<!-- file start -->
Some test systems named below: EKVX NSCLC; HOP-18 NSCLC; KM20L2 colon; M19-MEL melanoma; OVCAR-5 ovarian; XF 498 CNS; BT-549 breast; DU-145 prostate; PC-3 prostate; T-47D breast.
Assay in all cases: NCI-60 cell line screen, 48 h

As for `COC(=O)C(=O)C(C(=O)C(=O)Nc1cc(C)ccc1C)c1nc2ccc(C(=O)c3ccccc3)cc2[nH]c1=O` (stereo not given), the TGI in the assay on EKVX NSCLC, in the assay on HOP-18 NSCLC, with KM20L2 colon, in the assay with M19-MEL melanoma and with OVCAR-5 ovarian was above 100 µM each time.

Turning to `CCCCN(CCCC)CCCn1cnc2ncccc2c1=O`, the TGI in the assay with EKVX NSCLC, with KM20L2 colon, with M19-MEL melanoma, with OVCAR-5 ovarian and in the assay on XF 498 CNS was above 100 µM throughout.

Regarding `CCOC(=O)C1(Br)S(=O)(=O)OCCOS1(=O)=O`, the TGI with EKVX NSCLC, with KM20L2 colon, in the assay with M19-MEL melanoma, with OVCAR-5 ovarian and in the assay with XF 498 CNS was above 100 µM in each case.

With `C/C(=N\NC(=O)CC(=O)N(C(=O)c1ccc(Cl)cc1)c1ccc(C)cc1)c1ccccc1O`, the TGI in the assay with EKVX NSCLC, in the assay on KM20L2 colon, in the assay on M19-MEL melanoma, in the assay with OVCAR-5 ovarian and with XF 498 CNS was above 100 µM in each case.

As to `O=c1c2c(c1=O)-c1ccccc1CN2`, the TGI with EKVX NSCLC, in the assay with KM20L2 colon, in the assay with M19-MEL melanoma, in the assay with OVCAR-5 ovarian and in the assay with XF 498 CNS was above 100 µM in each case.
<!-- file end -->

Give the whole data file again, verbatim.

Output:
Some test systems named below: EKVX NSCLC; HOP-18 NSCLC; KM20L2 colon; M19-MEL melanoma; OVCAR-5 ovarian; XF 498 CNS; BT-549 breast; DU-145 prostate; PC-3 prostate; T-47D breast.
Assay in all cases: NCI-60 cell line screen, 48 h

As for `COC(=O)C(=O)C(C(=O)C(=O)Nc1cc(C)ccc1C)c1nc2ccc(C(=O)c3ccccc3)cc2[nH]c1=O` (stereo not given), the TGI in the assay on EKVX NSCLC, in the assay on HOP-18 NSCLC, with KM20L2 colon, in the assay with M19-MEL melanoma and with OVCAR-5 ovarian was above 100 µM each time.

Turning to `CCCCN(CCCC)CCCn1cnc2ncccc2c1=O`, the TGI in the assay with EKVX NSCLC, with KM20L2 colon, with M19-MEL melanoma, with OVCAR-5 ovarian and in the assay on XF 498 CNS was above 100 µM throughout.

Regarding `CCOC(=O)C1(Br)S(=O)(=O)OCCOS1(=O)=O`, the TGI with EKVX NSCLC, with KM20L2 colon, in the assay with M19-MEL melanoma, with OVCAR-5 ovarian and in the assay with XF 498 CNS was above 100 µM in each case.

With `C/C(=N\NC(=O)CC(=O)N(C(=O)c1ccc(Cl)cc1)c1ccc(C)cc1)c1ccccc1O`, the TGI in the assay with EKVX NSCLC, in the assay on KM20L2 colon, in the assay on M19-MEL melanoma, in the assay with OVCAR-5 ovarian and with XF 498 CNS was above 100 µM in each case.

As to `O=c1c2c(c1=O)-c1ccccc1CN2`, the TGI with EKVX NSCLC, in the assay with KM20L2 colon, in the assay with M19-MEL melanoma, in the assay with OVCAR-5 ovarian and in the assay with XF 498 CNS was above 100 µM in each case.